When Did We Forget Awards Are For Rewarding?
As you settle into the warm, fmiliar spot on your couch to watch another iteration of the Academy Awards Arts and Sciences show, a few phrases may cross your mind.
‘Everyone gets a trophy’
‘No child left behind’
These are but two of the ways in which society expresses a one for all and all for one mentality. But we can also resent it. To allow no child to fail, to ensure no person feels left out, we must ignore that some people excel. We must ignore some people stand out.
This will be most evident than during awards season. For years, the debate surrounding who won and who lost was always about the merit. How could Julia Roberts for Erin Brockovich beat Ellen Burstyn in Requiem For A Dream? How could Shakespeare In Love down Saving Private Ryan?
Today, those discussions would be music to thy ears. Instead, someone is messing around with the plugin on your amp. The discussion is why #OscarSoWhite. The discussion is why there aren’t more women on the ballot. The discussion is why La La Land shouldn’t win because it’s about a white jazz musician and not a black jazz musician. The Academy Awards is no longer about merit, but politics.
Don’t get it wrong – certainly those things matter. But they don’t matter that much in the context of awards season. That is to say, why jump ahead and be enraged that more women aren’t nominated for directing awards – we should worry that more women aren’t telling their stories, period.
Take this commentary by Eli Glasner (an excellent writer, no less) who drags Donald Trump onto the red carpet. “While the president can dismiss the comments as the whining of "overrated" actors, the roughly 6,000 voting members of the academy have another way to express themselves: their ballots.” So sorry, didn’t the 6,000 members of the Academy already have that opportunity to express themselves on a ballot? Ya know, in November last year?
Now this isn't about the trendy criticism of the politicization journalists who cover non-political beats. This is generally fair game if done properly. To juxtapose that front against that of awards shows, this current climate is all but begging those in the media to bring the strands of political discourse into their beats - because they exist there. Every time a government creates a tax or restricts the rights of citizens or releases a new budget, those things don’t just affect you and I, they affect industries, the movie industry being one. Should a journalist ignore that every friggin movie and television production seems to be filming in Georgia now because of the incredible tax breaks levied by that state? Uh, no. But guess what? That's politics. If you want escapism in movies, go see a movie.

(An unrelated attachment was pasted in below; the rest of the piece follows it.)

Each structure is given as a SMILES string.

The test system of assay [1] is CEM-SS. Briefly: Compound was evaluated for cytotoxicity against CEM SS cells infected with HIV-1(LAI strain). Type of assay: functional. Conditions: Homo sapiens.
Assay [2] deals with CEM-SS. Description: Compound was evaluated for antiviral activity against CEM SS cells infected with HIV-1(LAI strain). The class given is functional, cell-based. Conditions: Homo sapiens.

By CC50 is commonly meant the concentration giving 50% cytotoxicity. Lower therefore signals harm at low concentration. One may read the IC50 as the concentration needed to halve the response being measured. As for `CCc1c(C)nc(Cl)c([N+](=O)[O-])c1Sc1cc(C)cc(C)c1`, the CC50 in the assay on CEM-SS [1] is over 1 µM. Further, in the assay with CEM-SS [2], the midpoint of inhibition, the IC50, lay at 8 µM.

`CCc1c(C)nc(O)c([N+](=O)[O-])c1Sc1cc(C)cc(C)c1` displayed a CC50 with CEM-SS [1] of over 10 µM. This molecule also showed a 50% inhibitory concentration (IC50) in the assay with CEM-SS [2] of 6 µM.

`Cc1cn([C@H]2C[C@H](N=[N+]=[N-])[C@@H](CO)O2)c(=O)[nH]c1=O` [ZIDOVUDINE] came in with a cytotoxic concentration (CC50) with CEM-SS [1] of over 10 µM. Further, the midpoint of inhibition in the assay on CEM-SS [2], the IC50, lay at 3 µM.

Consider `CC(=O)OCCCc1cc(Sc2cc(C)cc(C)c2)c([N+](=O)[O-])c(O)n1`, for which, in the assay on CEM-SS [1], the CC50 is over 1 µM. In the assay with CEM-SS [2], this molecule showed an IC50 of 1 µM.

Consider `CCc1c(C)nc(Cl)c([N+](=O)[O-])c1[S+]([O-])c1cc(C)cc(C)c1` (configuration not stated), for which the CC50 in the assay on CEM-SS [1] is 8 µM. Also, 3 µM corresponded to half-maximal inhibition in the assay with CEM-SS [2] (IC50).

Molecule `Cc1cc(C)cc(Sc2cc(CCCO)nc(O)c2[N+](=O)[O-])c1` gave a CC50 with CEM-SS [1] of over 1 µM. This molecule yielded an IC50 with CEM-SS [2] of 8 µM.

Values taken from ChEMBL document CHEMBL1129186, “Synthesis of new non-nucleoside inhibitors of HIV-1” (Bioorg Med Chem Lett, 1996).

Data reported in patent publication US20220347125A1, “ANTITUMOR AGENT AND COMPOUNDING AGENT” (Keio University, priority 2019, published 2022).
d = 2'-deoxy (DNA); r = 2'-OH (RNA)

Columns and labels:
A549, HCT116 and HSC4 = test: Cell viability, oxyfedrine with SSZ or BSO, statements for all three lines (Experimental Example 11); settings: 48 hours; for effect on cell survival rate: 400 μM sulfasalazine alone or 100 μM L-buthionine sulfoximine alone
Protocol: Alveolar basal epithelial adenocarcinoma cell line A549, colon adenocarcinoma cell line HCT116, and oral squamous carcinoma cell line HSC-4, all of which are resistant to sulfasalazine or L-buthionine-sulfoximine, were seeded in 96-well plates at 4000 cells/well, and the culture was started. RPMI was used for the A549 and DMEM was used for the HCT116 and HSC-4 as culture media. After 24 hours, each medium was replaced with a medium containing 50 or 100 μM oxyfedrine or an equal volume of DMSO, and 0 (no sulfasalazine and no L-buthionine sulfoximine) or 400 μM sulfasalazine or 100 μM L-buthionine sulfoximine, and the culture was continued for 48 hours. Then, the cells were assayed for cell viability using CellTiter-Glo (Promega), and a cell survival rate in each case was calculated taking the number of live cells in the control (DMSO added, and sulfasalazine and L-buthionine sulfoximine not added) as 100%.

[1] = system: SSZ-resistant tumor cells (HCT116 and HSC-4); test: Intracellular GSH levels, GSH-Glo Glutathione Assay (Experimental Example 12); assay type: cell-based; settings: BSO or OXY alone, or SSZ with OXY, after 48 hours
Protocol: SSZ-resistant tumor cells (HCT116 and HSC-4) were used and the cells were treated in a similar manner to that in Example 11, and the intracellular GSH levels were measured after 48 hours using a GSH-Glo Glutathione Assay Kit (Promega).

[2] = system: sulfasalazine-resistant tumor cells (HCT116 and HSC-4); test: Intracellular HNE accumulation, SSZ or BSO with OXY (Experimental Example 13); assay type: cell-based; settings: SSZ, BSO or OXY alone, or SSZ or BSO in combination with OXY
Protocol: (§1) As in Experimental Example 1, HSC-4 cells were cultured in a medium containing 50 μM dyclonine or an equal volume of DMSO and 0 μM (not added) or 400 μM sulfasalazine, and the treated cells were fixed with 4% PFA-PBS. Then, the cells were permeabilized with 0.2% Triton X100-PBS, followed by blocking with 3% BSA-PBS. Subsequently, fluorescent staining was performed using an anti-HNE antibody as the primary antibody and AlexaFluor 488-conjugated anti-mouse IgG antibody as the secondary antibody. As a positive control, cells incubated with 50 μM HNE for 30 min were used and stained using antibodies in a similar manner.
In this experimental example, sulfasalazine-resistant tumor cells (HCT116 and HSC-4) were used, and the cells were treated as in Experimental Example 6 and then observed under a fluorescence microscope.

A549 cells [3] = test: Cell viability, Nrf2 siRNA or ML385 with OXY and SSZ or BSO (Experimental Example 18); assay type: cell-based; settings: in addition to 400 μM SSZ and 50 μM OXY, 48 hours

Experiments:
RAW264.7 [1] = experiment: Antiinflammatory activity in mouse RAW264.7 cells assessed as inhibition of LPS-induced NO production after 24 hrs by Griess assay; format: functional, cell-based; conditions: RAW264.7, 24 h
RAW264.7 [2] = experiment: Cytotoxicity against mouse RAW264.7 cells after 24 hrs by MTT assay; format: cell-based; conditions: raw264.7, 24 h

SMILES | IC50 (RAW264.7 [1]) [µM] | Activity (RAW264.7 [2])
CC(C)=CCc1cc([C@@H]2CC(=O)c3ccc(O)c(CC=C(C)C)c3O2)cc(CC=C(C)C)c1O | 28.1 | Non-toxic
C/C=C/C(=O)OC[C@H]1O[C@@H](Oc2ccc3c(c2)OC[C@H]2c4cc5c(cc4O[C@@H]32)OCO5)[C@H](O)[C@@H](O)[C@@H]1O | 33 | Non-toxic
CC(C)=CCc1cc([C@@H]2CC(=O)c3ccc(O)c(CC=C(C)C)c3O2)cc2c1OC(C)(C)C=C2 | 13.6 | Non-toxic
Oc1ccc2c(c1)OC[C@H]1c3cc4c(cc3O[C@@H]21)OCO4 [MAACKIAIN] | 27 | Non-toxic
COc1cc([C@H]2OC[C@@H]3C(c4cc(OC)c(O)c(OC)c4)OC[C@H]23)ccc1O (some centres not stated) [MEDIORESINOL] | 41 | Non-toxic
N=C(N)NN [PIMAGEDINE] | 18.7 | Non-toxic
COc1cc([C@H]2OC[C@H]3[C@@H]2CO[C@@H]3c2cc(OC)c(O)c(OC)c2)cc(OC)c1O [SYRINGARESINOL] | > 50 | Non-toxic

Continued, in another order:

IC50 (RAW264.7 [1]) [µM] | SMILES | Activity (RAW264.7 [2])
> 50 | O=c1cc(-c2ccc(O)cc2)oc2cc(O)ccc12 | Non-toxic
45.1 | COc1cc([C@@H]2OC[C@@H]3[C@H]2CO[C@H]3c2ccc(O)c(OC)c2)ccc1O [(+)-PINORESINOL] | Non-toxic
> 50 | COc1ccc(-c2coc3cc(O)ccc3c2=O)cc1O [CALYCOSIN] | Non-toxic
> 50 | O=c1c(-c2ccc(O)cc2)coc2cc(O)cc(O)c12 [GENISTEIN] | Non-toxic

Politics has no place in picking merit. Politics don’t belong in the discourse of picking best because politics don’t exist there. This year, the Academy votes for Moonlight wins because it will represent the current political climate and justify progressive American’s need to feel they are inclusive and non-discriminatory. On the other hand, the Academy votes for La La Land wins because it’s about the creative process and the value of film and justifies their industry.
Or for more fun, let’s throw Hidden Figures into the mix, a film that had zero buzz until it was released during a fortuitous time in the American discourse (you think 20th Century Fox would have thrown more marketing muscle behind it if the film was such a strong picture, just sayin'). Apparently, we should want Hidden Figures to win because we want to feel good about America’s relationship with its black community. We should want a film to reward a film we have essentially seen before – The Help, The Butler, Dreamgirls, Remember The Titans. Yet we go back barely three years to find 12 Years A Slave, a truly exceptional film which portrayed slavery in a way we had never seen before.
Either way, the Academy is not voting for quality or art but for their politics. It has nothing to do with why we see movies. It has nothing to do with why we value movies. The whole thing makes me want to go back to 2014 when the debate between 12 Years A Slave, The Wolf of Wall Street, and Gravity was a dull one; how the first shot cruelty too beautifully, the second glamourized greed (in actual fact, portrayed accurately), and the third may have stretched the laws of science.
Man, when did awards shows stop being a meritocracy? Oh, right, I remember. The simple answer is: never.
A history lesson: the Oscars were created by Louis B. Mayer as a means to not only promote his stars, but bring them together as a group and thus dissuade them from unionizing. Hand out a few awards, keep people happy, and no on one would feel the need to organize!
So there you go. The Oscars did not begin as a meritocracy. We shouldn’t be surprised it has survived without being one.
So then what’s the point of it all? It feels like the Academy, its members, and their obsession with politicization over merit fits that wise proverb: if a tree falls in the woods with no one around to hear, does it make a sound? Mayer got it half right: Hollywood needs people listening. They’ll do anything to keep it that way.
Rhys Dowbiggin @Rdowb
Rhys has worked six years in the public relations industry rubbing shoulders with movie stars (who ignored him) to athletes (who tolerated him). He likes tiki-taka football, jelly beans, and arguing with Bruce about everything.